Version 1 (modified by alms, 13 years ago) (diff)


CCL uses a "policy object" to control how various speed/space/safety 
tradeoffs are made; a "policy object" is just a structure-like thing 
whose slots contain functions, most of which (there are a few 
exceptions) take a lexical environment as an argument.  There are 
about a dozen such functions, and there are simple macros - 
etc - that can be used to access these functions.  There are separate 
policy objects used for interactive compilation and for COMPILE-FILE; 
all are equivalent by default,  but the idea is that people might  want 
to be more aggressive when compiling a file than when defining things 
interactively, or might not.

-Most- speed/safety/space/debugging tradeoffs are made by calling
a function in the current/active policy object with the lexical
environment as an argument; the function typically returns a boolean
result based on the values of the OPTIMIZE quantities in that
environment.  For instance, a tail-call is optimized (the caller's
function in the current policy returns true.  The value of this function 
could be something like:

  #'(lambda (env)
     (< (debug-optimize-quantity env) 2))

so tail-call optimization will happen (under a policy with this 
function) when DEBUG is less than 2.

Other functions contained in these policy objects

 - POLICY.OPEN-CODE-INLINE controls whether certain  fairly
   long instruction sequences are done inline or not.  One case
   of this involves special variable reference:  it takes around 8 
   instructions to determine whether a special variable has a 
   thread-local binding (and whether or not it's bound to a
   real value or unbound), and a call/return to a runtime routine
   (a "subprimitive") adds a few cycles of insult to injury.  If the
   lisp kernel profile shows a lot of time spent in _SPspecrefcheck,
   it might help to spend less time doing special variable references
   inline.  The default policy function says that things should
   be inlined when speed is greater than space;  I can't think of
   too many cases besides special variable reference where this
   matters too much on the x86-64.  (Fixnum operations that produce
   bignum results might create the bignum inline or out-of-line, but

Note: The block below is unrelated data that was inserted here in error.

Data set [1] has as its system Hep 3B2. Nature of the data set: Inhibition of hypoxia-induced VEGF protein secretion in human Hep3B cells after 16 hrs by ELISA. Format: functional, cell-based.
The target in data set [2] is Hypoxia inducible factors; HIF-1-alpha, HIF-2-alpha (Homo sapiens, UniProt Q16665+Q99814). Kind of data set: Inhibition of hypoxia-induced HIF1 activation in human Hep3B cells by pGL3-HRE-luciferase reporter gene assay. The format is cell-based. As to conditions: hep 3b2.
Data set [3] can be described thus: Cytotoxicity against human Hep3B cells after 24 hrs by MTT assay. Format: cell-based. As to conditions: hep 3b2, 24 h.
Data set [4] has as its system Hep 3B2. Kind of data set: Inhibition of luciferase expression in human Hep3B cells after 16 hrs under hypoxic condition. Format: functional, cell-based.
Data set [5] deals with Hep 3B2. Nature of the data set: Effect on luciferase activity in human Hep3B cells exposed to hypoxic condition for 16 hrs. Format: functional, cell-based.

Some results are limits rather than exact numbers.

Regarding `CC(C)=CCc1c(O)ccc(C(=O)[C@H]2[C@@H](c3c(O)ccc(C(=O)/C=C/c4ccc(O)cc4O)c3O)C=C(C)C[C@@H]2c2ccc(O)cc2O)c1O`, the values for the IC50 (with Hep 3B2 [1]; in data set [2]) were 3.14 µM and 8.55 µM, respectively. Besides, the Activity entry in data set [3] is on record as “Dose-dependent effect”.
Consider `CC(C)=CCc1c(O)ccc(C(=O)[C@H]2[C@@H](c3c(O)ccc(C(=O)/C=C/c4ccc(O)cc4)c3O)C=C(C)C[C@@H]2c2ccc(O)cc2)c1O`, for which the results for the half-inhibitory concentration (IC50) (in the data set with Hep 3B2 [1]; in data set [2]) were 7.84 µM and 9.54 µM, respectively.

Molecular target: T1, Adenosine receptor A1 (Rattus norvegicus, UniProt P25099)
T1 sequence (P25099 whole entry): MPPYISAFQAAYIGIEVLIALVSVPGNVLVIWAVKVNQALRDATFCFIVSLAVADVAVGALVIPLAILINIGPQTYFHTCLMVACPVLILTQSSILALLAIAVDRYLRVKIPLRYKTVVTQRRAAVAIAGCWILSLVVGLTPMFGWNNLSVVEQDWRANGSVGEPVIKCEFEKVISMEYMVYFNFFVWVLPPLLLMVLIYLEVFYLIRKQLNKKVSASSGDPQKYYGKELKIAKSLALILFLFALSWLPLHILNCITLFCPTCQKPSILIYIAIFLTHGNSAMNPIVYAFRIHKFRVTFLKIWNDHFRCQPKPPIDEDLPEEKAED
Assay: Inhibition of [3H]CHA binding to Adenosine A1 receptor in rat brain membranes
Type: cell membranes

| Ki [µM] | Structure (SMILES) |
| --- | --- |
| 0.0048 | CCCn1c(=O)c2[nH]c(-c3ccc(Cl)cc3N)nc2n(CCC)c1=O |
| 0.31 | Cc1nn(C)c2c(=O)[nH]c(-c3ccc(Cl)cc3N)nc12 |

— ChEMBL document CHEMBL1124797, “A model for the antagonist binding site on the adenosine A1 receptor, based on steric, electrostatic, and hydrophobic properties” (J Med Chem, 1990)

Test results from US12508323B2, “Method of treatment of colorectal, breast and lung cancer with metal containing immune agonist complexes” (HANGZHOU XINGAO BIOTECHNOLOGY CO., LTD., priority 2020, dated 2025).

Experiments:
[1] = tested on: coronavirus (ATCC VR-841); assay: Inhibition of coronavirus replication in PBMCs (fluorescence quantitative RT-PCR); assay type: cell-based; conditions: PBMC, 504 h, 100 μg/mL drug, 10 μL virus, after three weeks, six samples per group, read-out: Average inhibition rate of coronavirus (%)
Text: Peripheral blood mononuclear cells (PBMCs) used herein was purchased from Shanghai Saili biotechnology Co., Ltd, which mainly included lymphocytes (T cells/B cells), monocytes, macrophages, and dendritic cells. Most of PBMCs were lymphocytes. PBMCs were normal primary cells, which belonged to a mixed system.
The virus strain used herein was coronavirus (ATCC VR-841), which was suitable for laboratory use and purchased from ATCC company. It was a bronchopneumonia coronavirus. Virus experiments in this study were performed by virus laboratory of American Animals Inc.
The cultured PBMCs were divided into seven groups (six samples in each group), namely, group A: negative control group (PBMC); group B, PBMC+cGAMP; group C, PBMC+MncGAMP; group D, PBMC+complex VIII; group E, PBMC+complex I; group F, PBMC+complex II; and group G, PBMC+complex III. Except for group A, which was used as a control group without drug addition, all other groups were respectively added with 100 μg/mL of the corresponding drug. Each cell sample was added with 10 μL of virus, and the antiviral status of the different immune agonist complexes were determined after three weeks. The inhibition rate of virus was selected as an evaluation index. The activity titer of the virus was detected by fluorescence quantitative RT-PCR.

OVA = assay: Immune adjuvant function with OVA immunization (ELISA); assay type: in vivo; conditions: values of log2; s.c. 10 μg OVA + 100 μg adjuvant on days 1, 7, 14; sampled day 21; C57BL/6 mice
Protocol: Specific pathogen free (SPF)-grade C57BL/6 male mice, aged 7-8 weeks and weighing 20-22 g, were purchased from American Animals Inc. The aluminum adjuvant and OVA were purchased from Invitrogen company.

if this happens that often you're probably losing anyway.)

 - POLICY.INHIBIT-SAFETY-CHECKING can make correct code faster and
   incorrect code crash.  When this is true (by default, only when
   SPEED is 3 and SAFETY is 0), functions that take a fixed number
   of arguments assume that they got the correct number of arguments
   and can crash spectacularly if that's not true; if your program is 
   a lot of mostly-small, simple methods and  functions calling each
   other, then number-of-args checking is probably a small but 
   measurable source of overhead.  Other things that can happen in 
   unsafe code involve the elimination of some type and bounds-
   checking, often involving array references where the compiler has 
   some hint/clue as to the array's type.

 - POLICY.TRUST-DECLARATIONS controls whether type-declarations
   are used; it is true by default when SAFETY is less than 3 and SPEED
   is greater or equal to SAFETY.  If the compiler trusts type 
   declarations, then different things can happen depending on the 
   type in question:

   -- for some types, the declaration is "blindly" trusted: if
   X and Y are declared to be FIXNUMs and declarations are trusted,
   then arithmetic operations involving X and Y will try to do
   fixnum arithmetic without typechecking.  (Part of the rationale
   is that the typechecking in that case is likely to be more
   expensive than the arithmetic); unsafe code can also be
   generated for operations like CAR and CDR on values declared
   to be LISTs.

   -- for other types and primitive operations on them, trusted
   declarations might influence the compiler to generate type-specific
   code, but code is still safe ("trust, but verify") unless

With the exception of cases involving FIXNUM and LIST declarations,
code compiled at default optimization settings is generally as
safe as code compiled at high safety; in practice, people don't
seem to often declare things to be FIXNUMs or LISTs unless they're
pretty sure that that's the case.  (Some of the FIXNUM/LIST stuff
is historical: it was probably once several times more expensive
to be safe than unsafe; now it is probably only 2 or 3 times as 

SAFETY 3 is generally implemented by forcing the compiler to be
stupidly conservative about practically everything: compiler macros
aren't expanded, function calls are (almost always) compiled as 
function calls (even if they involve primitive operations that
could be performed safely.)  I'd like to try to get away from
this implementation strategy, but it's currently the case that
SAFETY 3 sacrifices (in some cases) a lot of performance for
what's in practice only occasionally more safety than is available
under default settings.

Skipping number-of-args checks can lead to horrible hard crashes
that can be hard to debug, partly because stack discipline may
be violated.  When the callee is constant and the arguments
are explicit, mismatches can be warned about; if FUNCALL and
APPLY are used relatively rarely, then the risk of an undetected
number-of-args error is (in some sense) small.